Who can explain the reasoning behind this? Speed? Is it really worth saving one or two seconds in exchange for a site looking so nondescript? No.

Some people love to say that the web is “different,” but I say that people are the same. People didn’t suddenly change overnight and now no-longer care how something looks. If that somehow happened while I wasn’t looking, then why is packaging still selling products? Why do magazines still work hard to create distinctive designs? People don’t suddenly turn off these deep-seated (though often subconscious) visual cues just because they’re looking at a computer monitor. It’s ludicrous to even suggest it. The people who say this should be embarrassed, but apparently ignorance is bliss. I wouldn’t know :)

>Color Bars

At least ZD’s site retains a blue navigation bar on inside pages, but here’s the thing about those colored bars--they’re just colors. They don’t actually say anything, except to kind of remind people where they are. But since there are only 215 web-safe colors, just having a blue bar is no longer enough.

I don’t understand why more sites don’t do what I’ve always done: include a repeated logo on the color bar. My own site used the colorbar technique long before c|net and was, in fact, one of the very first on the web to do so. But I knew even three years ago that a flat color wasn’t enough, so I repeated my logo within that color. The result: the site’s logo is repeated endlessly down the page and visitors always know what site they’re on. It’s not obnoxious (though it could be if the colors weren’t subtle), it’s informative.

On The Wire I don’t repeat the logo, just the dot that looks kind of like the old pin-fed paper used in teletype machines and old dot-matrix printers (can you even remember that far back or were you not born yet?). This is more subtle than repeating the logo, but it still presents a distinctive image that you don’t see in other places on the web.

It doesn’t take much in terms of file-size to create a background image that reminds people they’re on your site. The background image here is just 2.5K, an average second-and-a-quarter download. It’s worth it.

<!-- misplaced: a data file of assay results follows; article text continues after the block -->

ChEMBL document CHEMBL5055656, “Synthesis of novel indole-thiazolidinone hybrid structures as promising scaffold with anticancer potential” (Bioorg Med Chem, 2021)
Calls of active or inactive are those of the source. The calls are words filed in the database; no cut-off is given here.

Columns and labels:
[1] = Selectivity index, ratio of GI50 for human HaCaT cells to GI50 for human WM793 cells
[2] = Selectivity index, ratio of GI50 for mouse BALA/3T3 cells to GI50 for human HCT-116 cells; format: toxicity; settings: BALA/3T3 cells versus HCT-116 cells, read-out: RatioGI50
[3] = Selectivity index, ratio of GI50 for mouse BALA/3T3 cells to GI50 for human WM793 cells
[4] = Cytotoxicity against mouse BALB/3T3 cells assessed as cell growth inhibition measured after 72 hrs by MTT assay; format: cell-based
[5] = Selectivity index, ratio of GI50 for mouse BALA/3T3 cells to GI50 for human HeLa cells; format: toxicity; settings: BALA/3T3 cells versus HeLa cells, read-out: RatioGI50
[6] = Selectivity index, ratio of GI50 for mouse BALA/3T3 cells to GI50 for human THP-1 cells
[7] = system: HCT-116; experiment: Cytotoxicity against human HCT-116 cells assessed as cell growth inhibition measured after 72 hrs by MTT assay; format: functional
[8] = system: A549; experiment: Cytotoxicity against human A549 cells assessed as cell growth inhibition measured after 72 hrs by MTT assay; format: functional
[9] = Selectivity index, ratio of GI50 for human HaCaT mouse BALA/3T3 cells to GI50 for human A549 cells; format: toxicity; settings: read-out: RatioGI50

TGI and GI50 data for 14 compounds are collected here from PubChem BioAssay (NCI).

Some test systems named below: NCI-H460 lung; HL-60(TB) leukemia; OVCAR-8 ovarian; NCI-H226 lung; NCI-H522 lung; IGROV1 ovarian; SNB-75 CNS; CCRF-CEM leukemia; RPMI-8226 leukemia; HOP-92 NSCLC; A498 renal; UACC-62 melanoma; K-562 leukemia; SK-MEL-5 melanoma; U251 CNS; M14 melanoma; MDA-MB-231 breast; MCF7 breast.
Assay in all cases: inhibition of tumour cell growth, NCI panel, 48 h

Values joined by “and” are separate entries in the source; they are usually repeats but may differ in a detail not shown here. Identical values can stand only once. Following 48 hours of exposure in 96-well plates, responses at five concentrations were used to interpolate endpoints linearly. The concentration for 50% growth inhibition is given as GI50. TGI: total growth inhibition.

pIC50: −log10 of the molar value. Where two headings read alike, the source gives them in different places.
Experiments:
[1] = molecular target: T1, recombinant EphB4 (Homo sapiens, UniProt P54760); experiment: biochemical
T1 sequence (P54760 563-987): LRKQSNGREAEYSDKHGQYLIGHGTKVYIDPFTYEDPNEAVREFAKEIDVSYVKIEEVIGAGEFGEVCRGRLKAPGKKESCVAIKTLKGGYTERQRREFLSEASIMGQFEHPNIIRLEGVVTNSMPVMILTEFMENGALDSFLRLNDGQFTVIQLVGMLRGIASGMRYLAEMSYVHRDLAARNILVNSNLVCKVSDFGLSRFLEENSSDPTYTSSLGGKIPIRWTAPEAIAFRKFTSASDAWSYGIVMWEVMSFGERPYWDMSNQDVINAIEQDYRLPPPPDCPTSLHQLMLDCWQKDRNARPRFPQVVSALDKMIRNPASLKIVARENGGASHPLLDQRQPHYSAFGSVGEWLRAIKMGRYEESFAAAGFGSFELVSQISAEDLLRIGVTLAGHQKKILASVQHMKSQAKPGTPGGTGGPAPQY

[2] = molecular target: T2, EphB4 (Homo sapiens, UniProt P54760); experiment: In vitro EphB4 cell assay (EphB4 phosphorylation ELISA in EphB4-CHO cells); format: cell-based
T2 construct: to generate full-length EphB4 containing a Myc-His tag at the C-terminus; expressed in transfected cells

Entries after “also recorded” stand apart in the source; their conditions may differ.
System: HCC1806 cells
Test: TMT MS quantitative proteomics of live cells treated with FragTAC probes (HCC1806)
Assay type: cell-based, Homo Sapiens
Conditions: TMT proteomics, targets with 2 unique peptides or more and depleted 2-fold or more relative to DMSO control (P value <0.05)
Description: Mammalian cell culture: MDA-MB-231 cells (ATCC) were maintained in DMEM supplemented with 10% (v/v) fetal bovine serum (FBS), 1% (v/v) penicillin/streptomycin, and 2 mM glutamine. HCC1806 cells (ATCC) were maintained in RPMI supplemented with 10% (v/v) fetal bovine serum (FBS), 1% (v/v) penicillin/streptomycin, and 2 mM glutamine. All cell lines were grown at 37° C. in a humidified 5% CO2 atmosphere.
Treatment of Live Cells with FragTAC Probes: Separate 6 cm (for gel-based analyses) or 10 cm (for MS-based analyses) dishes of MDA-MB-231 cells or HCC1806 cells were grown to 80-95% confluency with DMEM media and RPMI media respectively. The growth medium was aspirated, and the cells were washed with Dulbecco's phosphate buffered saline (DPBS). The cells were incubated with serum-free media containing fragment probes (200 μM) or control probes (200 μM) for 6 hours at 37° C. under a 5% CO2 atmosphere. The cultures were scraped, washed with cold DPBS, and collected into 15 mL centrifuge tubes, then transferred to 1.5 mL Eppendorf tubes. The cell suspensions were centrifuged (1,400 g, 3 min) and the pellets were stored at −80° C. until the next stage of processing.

>The flip side

I’m not saying that size doesn’t matter. It does. msNBC’s site goes too far in the other direction. Their interface is too graphics heavy, too slow to download and yet still doesn’t provide enough visual branding. (They also make the mistake of using cutting edge technology for the navigation, stuff that doesn’t always work, but that’s another story).

A great example of good branding, combined with good-looking graphics so well designed (both visually, and technically because they use few colors so they’re remarkably small) is news.com, a c|net company. The interface is simple, yet distinctive. They’ve retained the “branded” yellow bar (at least for now). The site loads quickly and looks good. It’s clearly possible. They even use ALT tags on the graphics so you can go to a story even before the graphics load. Will wonders never cease.

>The bottom line

So before you “follow the big guys” and start stripping your site down to a bare-bones Yahoo-y look, remember this: One of the only ways to get people back to your site is to have them 1) remember you, and 2) remember you fondly, because they could find what they wanted. They won’t remember you if your site looks like everyone else. And they won’t remember you fondly if your navigation stinks, but, once again, that’s another story.

 

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Daniel Will-Harris is a designer and author whose work can be found at http://www.will-harris.com. His site features TypoFile Magazine and Esperfonto, the web’s only typeface selection system. He may be reached via e-mail.